Work under the International Watersheds Initiative (IWI) is continuing across the United States and Canada, with some research and educational projects wrapping up and others continuing.
Projects range from mapping food webs in the St. Croix River basin and investigating the impact of water management on wild rice in the Lake of the Woods-Rainy River basin, to hydrological mapping of entire binational watersheds. Once finished, information coming out of these projects will help water managers and the IJC’s control and watershed boards plan for the future, make more informed decisions impacting the ecology and local interests, and provide recommendations to IJC Commissioners.
The purpose of these IWI projects is to investigate transboundary water issues and support local community efforts to find solutions or assist government agencies with work relevant to local authorities and the public. Funding comes from the Canadian and US federal governments. The focus of these studies is primarily on ecosystems, which cross political borders and benefit from being managed holistically by people in both nations.
In the St. Croix River watershed, two projects are underway. The first project, a multi-year study mapping the food web and nutrition cycle in the St. Croix River, is set to be completed this summer. The mapping project should shine a light on the role of anadromous fish, like alewives, in the ecology of boundary lakes between Maine and New Brunswick. The second is studying the effectiveness of fish passageways on the Milltown, Grand Falls and Woodland dams and has been underway since the spring of 2016. As of April, fieldwork has been completed at the Woodland and Grand Falls dams, using transponders and radio tags to track herring as they move through the fish ladders. The final portion should be completed in the spring and summer of 2017.
A pair of studies in the Lake of the Woods-Rainy River basin about the effect of water management on wild rice and invasive cattails concluded with a joint report delivered to the International Rainy-Lake of the Woods Watershed Board in March. A third project underway aims to extend a US Geological Survey (USGS) StreamStats model to the Canadian side of the watershed. This would allow for web access to more accurate water flow information. The project got underway in 2015 and is expected to wrap up this year.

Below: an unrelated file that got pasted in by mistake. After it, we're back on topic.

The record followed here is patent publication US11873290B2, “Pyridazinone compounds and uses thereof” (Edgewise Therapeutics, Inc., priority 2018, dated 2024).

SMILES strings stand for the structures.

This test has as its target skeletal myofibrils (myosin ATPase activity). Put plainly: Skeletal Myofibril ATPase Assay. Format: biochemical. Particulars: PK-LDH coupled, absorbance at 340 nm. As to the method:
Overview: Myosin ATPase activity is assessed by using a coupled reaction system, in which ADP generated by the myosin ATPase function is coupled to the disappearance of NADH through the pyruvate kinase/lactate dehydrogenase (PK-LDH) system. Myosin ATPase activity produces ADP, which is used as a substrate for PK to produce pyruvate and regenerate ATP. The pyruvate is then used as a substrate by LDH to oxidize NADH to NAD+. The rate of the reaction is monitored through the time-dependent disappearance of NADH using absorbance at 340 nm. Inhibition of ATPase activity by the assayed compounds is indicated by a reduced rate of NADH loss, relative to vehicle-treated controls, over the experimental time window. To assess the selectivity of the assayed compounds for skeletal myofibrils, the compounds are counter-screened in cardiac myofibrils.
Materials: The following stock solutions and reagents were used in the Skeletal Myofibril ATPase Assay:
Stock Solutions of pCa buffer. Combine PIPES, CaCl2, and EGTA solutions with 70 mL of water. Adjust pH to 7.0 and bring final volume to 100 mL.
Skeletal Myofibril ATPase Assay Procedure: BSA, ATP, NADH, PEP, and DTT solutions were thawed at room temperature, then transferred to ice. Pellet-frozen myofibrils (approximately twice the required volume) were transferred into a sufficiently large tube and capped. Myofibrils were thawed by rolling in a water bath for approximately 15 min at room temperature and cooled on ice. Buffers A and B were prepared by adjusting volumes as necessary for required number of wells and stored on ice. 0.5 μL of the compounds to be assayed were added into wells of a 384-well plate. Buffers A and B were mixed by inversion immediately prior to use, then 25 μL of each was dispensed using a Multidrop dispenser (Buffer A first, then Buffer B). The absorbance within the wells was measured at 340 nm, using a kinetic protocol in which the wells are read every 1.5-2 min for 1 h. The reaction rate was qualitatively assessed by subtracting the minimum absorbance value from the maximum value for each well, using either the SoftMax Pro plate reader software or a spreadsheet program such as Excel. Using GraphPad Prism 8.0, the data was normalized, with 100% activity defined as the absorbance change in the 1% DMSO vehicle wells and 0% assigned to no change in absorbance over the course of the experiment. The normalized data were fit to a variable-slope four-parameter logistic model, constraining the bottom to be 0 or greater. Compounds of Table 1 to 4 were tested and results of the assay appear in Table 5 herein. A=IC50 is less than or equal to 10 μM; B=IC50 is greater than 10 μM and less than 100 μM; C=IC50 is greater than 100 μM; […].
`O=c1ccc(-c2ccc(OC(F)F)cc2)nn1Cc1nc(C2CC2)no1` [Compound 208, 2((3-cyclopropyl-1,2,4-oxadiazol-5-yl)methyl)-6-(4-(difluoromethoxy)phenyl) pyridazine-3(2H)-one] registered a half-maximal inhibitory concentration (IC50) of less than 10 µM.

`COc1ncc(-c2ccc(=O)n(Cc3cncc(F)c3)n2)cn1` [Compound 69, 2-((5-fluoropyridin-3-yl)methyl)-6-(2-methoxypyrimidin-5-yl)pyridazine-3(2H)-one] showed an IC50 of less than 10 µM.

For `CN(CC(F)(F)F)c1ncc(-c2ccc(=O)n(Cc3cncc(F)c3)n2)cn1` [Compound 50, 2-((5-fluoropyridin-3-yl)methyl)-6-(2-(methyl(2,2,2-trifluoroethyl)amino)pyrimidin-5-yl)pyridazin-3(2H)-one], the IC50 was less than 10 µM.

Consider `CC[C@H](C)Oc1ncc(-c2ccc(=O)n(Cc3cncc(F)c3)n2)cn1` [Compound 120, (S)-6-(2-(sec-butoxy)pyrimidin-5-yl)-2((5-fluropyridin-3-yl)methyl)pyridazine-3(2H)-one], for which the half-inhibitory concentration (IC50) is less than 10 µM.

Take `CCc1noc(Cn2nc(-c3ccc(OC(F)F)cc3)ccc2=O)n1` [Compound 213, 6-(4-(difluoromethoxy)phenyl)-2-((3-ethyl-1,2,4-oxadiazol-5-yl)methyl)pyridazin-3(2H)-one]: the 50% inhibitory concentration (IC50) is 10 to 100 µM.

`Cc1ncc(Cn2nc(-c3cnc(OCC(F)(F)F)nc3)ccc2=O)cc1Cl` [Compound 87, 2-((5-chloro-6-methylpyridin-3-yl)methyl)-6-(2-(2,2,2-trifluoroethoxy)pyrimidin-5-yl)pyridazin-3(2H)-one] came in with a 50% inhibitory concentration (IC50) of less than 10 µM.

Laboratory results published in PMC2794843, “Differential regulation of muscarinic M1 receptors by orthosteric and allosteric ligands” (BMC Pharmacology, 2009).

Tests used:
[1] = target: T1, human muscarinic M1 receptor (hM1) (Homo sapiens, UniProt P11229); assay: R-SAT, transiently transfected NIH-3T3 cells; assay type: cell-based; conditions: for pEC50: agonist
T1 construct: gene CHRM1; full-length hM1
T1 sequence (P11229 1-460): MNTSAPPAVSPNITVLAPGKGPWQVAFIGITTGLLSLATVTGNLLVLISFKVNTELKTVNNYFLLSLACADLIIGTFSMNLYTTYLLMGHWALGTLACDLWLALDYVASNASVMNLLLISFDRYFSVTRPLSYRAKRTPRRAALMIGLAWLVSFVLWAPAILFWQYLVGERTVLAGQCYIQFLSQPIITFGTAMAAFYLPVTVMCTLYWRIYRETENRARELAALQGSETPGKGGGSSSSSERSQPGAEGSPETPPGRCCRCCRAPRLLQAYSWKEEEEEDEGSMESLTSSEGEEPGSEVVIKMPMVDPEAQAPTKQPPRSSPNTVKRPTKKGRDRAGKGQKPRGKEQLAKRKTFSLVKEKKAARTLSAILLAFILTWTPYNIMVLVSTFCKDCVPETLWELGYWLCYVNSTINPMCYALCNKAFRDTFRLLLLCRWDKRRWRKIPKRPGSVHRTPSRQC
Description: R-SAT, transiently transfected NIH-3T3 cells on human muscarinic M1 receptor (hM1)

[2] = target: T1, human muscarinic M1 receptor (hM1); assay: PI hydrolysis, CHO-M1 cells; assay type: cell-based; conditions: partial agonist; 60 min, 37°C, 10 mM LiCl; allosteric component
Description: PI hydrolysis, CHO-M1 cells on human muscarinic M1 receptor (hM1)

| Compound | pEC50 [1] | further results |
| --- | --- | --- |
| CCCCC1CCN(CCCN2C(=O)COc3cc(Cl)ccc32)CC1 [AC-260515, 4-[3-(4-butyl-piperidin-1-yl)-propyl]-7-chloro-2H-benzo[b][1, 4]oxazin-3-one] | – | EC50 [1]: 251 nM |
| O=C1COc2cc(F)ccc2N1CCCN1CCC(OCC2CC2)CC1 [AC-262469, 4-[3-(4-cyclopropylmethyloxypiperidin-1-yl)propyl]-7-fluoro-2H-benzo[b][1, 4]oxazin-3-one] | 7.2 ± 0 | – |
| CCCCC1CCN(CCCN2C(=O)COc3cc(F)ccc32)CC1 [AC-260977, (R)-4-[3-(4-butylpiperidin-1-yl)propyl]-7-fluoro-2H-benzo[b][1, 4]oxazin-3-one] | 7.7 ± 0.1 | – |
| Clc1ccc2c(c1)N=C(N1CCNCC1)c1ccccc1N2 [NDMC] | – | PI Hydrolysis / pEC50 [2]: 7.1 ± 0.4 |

In the Red River basin, a telemetry study is ongoing to support the sport fishery in the US and Canadian portions of the river. Little is currently known about the migratory behavior and population dynamics of fish species, such as channel catfish and lake sturgeon – this project aims to help answer those questions. A project evaluating how the IJC’s recommendations from 2000 have played out on the Red River – and what remains to be done – wrapped up in March 2017; the final report, “How Are We Living with the Red?” has been submitted for publication to the International Red River Board. The report is an update to one released in 2009.
Two research projects are continuing in the St. Mary River and Milk River basin. The first is to build and establish a database of natural flow data for the two rivers, information vital to work that USGS and Environment and Climate Change Canada perform measuring streamflows and apportioning water -- essentially divvying up water supplies between the United States, Canada, and the people, businesses and ecosystems on either side according to a formula agreed to by both countries in the Boundary Waters Treaty. The database would improve hydrological conditions in the rivers and their tributaries, help assess the impact of climate change on the basin, and assist in apportionment work important to the people in the area. A preliminary version of the database has been built, but work is still continuing. The second project is a continuation of work to study and update water usage estimates in the St. Mary and Milk river basins.
A documentary explaining water management practices and issues in the Okanagan River and Okanagan Lake system is underway in the Columbia River basin, with an expected completion date of Sept. 30. The Okanagan River is linked to Osoyoos Lake, a transboundary water body downstream with IJC board oversight.
In addition to IWI projects for specific boards, there are a number of initiatives underway that serve the needs of multiple boards and the broader transboundary region. These consist primarily of data harmonization – unifying information collected by the United States and Canada - and water modeling projects. One project is continuing development of “spatially referenced regression on watershed attributes,” or SPARROW transboundary water modeling in the Great Lakes and Winnipeg River basins to help identify how these waterways are receiving and transporting excess nutrients. This would effectively create a complete watershed model for the mid-continental region of North America. A second project is designed to harmonize US and Canadian data. The goal is to develop a common hydrological data model between Canada and the United States, and it’s expected to be completed by June.
A multi-board IWI pilot project is currently running in six watershed boards as part of the IJC’s proposed climate change framework.
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Kevin Bunch is a writer-communications specialist at the IJC’s US Section office in Washington, D.C.